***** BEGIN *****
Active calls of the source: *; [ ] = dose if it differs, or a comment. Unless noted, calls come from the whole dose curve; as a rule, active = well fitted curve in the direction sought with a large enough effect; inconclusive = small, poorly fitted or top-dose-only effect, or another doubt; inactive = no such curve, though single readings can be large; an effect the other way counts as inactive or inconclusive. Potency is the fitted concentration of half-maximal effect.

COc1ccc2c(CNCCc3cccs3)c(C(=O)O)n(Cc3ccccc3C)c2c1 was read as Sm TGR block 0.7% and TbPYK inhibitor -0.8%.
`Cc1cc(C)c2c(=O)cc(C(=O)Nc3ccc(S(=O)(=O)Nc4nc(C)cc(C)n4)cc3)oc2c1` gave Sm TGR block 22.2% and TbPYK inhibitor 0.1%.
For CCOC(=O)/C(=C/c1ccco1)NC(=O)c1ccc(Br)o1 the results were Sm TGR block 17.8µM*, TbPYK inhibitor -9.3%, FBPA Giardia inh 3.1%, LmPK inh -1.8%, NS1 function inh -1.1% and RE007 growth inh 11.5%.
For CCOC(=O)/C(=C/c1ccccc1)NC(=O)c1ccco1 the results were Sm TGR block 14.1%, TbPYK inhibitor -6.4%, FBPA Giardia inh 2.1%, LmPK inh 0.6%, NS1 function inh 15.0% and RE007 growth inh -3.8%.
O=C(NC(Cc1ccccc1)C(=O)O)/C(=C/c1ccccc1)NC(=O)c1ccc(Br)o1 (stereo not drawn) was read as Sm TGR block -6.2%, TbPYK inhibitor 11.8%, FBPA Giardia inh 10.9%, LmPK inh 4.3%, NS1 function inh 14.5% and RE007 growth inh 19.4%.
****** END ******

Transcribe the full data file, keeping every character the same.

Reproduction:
Active calls of the source: *; [ ] = dose if it differs, or a comment. Unless noted, calls come from the whole dose curve; as a rule, active = well fitted curve in the direction sought with a large enough effect; inconclusive = small, poorly fitted or top-dose-only effect, or another doubt; inactive = no such curve, though single readings can be large; an effect the other way counts as inactive or inconclusive. Potency is the fitted concentration of half-maximal effect.

COc1ccc2c(CNCCc3cccs3)c(C(=O)O)n(Cc3ccccc3C)c2c1 was read as Sm TGR block 0.7% and TbPYK inhibitor -0.8%.
`Cc1cc(C)c2c(=O)cc(C(=O)Nc3ccc(S(=O)(=O)Nc4nc(C)cc(C)n4)cc3)oc2c1` gave Sm TGR block 22.2% and TbPYK inhibitor 0.1%.
For CCOC(=O)/C(=C/c1ccco1)NC(=O)c1ccc(Br)o1 the results were Sm TGR block 17.8µM*, TbPYK inhibitor -9.3%, FBPA Giardia inh 3.1%, LmPK inh -1.8%, NS1 function inh -1.1% and RE007 growth inh 11.5%.
For CCOC(=O)/C(=C/c1ccccc1)NC(=O)c1ccco1 the results were Sm TGR block 14.1%, TbPYK inhibitor -6.4%, FBPA Giardia inh 2.1%, LmPK inh 0.6%, NS1 function inh 15.0% and RE007 growth inh -3.8%.
O=C(NC(Cc1ccccc1)C(=O)O)/C(=C/c1ccccc1)NC(=O)c1ccc(Br)o1 (stereo not drawn) was read as Sm TGR block -6.2%, TbPYK inhibitor 11.8%, FBPA Giardia inh 10.9%, LmPK inh 4.3%, NS1 function inh 14.5% and RE007 growth inh 19.4%.